As in other embodiments, a circuit 105 of the separator 90 includes capacitor probes 105 for measuring capacitance at the smart surface 98, and a computer 108 in communication with the capacitor probes 105 for evaluating changing capacitance at the smart surface 98. The computer 108 is in communication with the voltage source 104 and signals the voltage source 104 to cycle the voltage to alternately attract and repel the water at a frequency functionally related to the measured capacitance. In some embodiments, the computer 108 increases the frequency in response to increasing capacitance, which is indicative of increasing deposits of oil on the smart surface 98.
The gravity separator 90 may also have a separate sensor 150 located within the separator vessel 91 that, via computer 108 controlling the time intervals at which water is removed, maintains a constant oil/water contact level in the container to ensure that only water exits through outlet 94. Because of the separation due to their different densities, oil essentially floats on water, and oil and water will contact one another at an interface depicted by dashed line 160. The level of this interface 160 will rise or fall as oil and water are drawn out through their respective outlets 92, 94 at different rates. If water is removed faster than oil, the interface 160 will move downward with respect to vessel 91. If oil is removed faster than water, the interface 160 will rise. It is therefore advantageous to control the level of interface 160 to ensure that only nearly pure water exits through outlet 94 and nearly pure oil exits through outlet 92. Sensor 150 conceptually depicts a float-type sensor known in the art that may be used for this purpose. A float 152 may be denser than oil but lighter than water, so that it floats at or near the level of the oil/water interface 160. A rod 154 may be hingedly to float 152 at hinges 153 and 155. A circuit within the sensor 150 senses movement and/or positioning of the rod 154 to compute the level of interface 160. The sensor 150 is in communication with computer 108, such as via signal wire 156. The computer 108 may adjust flow rates through either or both of the outlets 92 and 94 to keep the level of the interface 160 within a range that ensures relatively pure water exits outlet 94 and relatively pure oil exits outlet 92.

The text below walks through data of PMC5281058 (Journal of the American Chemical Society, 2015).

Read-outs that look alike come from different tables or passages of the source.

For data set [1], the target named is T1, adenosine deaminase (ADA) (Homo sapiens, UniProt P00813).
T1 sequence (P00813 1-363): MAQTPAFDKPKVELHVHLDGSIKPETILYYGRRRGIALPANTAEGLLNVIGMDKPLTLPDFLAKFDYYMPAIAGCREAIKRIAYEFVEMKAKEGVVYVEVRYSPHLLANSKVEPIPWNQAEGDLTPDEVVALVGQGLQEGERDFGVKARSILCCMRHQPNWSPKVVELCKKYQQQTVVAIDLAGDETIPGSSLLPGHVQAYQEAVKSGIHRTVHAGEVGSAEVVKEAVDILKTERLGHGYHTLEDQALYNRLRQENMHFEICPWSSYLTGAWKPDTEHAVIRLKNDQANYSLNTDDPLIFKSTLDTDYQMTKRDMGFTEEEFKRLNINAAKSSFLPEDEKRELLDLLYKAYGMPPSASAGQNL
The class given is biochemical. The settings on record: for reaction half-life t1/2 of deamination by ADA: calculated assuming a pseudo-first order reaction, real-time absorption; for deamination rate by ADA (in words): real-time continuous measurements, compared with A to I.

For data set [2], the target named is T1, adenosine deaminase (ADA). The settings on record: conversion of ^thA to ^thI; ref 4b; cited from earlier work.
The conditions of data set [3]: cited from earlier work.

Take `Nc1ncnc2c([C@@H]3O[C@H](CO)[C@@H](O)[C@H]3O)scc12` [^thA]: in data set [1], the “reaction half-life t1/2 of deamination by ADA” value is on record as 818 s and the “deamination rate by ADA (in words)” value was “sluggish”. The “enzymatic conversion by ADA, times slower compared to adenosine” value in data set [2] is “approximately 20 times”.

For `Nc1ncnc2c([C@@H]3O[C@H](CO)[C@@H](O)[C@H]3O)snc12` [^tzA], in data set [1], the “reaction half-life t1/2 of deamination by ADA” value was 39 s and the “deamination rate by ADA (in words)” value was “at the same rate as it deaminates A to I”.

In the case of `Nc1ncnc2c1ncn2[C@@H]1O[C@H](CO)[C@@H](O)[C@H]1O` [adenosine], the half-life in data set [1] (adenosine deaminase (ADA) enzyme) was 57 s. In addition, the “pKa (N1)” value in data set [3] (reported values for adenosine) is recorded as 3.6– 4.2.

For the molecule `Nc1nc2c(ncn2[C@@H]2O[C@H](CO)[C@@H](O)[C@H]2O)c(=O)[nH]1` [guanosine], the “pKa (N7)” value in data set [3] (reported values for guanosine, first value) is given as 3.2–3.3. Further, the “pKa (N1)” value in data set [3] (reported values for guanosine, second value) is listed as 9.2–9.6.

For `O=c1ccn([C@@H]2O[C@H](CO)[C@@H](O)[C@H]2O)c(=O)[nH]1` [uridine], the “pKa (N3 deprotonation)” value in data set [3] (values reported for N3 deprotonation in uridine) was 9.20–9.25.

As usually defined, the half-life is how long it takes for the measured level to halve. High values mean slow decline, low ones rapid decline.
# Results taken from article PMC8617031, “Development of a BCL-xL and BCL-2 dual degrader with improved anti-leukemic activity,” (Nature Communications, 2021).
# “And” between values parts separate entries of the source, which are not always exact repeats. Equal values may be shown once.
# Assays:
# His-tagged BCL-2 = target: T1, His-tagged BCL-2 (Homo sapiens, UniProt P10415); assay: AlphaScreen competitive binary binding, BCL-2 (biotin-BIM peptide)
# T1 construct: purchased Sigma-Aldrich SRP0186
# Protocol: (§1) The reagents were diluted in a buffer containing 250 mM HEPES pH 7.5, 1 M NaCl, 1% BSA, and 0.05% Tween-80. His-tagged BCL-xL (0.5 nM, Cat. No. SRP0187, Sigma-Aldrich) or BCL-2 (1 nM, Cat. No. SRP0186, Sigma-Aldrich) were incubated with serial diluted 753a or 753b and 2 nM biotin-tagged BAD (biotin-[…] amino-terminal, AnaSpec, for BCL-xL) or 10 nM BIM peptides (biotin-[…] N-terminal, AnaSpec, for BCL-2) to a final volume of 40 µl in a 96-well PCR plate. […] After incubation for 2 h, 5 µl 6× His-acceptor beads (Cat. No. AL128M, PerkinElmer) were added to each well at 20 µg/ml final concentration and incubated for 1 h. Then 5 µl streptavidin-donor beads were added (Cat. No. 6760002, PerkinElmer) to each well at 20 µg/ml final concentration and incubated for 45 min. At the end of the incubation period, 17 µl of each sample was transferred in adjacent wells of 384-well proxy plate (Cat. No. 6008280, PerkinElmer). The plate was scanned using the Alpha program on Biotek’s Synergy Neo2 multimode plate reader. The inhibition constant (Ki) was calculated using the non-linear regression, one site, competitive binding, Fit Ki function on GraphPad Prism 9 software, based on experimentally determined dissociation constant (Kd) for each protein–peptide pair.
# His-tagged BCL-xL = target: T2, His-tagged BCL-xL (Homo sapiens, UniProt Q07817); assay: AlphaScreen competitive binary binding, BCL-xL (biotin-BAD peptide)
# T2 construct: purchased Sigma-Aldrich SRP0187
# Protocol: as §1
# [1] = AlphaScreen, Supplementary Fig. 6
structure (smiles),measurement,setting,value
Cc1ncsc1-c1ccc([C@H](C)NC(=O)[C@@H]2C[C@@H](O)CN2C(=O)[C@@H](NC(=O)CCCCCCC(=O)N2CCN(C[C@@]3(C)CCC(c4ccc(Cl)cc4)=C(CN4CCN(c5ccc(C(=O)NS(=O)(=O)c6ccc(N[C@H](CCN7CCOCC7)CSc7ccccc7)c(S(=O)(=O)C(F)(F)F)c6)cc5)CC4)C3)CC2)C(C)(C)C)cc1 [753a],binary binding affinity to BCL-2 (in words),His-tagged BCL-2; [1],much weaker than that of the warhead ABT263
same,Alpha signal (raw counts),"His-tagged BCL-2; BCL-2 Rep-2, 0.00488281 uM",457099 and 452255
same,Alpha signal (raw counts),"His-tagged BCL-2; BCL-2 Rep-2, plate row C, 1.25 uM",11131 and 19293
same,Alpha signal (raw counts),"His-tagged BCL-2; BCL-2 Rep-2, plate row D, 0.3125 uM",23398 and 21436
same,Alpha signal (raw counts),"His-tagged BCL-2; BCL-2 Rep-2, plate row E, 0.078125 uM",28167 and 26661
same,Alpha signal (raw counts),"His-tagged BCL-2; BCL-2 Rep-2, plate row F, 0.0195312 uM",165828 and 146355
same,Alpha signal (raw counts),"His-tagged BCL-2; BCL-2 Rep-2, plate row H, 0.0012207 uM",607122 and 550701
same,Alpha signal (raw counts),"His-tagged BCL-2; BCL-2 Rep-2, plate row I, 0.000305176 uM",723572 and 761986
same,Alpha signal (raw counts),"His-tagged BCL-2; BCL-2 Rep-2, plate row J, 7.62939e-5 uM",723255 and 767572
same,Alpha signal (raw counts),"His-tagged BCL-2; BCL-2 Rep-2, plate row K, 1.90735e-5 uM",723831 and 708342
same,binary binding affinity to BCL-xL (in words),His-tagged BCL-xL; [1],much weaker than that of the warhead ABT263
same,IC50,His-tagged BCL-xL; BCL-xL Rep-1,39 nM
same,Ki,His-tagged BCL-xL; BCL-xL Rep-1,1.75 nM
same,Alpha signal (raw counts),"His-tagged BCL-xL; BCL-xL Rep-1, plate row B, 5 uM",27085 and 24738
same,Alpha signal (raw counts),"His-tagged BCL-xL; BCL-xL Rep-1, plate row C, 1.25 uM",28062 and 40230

A related aspect of the invention provides a novel way to measure concentration of certain fluids within a vessel, even in applications not involving separation of fluids. For example, the concentration of water and one or more other substances such as oil in a fluid mixture may be detected. A number of concentration sensors using prior art technologies are commercially available. FIG. 11, by contrast, conceptually shows one embodiment of a concentration sensor 110 according to the invention. Vessel 111 has ports 112, 114, which may be used as fluid inlets and/or outlets, but because fluid separation is not the focus of this embodiment, ports 112, 114 need not necessarily serve the same function as oil and gas outlets for separators previously discussed. A smart surface 118 is secured within the vessel 111, preferably to the nested annular sleeves 116 as shown, which define annular flow passages 117 therebetween. A circuit 126 includes a voltage source 128 for selectively applying a voltage to the smart surface 118, a plurality of capacitor probe 115 for measuring capacitance at a plurality of locations on the smart surface 118, and a computer 128 in communication with the capacitor probes 115 for evaluating changing capacitance at the smart surface 118. Applying a voltage at the smart surface 118 repels water and displaces oil toward the smart surface 118, as discussed previously. After turning on the circuit 126, oil will begin to accumulate on the smart surface 118, and capacitance will increase, as also discussed above. The computer 128 outputs representations of concentration of any of the water and the one or more other substances as a function of the measured capacitance. The computer also has the capacity to control the voltage source 124, if necessary.
The output representations of concentration may be numerical or graphical data, such as may be displayed on a computer monitor 130. A conventional concentration sensor may be used to calibrate the concentration sensor 110, such as by measuring and recording a data set that includes concentration and capacitance parameters. The data set may be stored in and referenced by computer 128. After calibration is complete, the constituents of the fluid mixture may be analyzed in terms of concentration by referencing the data set, and possibly interpolating or extrapolating between values stored in the data set. The capacitor probes 115 may sense capacitance at the plurality of locations along the smart surface 118, and compare the measured capacitance at each of the plurality of locations, such as to give a weighted average of concentration, or to provide redundant measure of capacitance to increase reliability of the reported capacitance.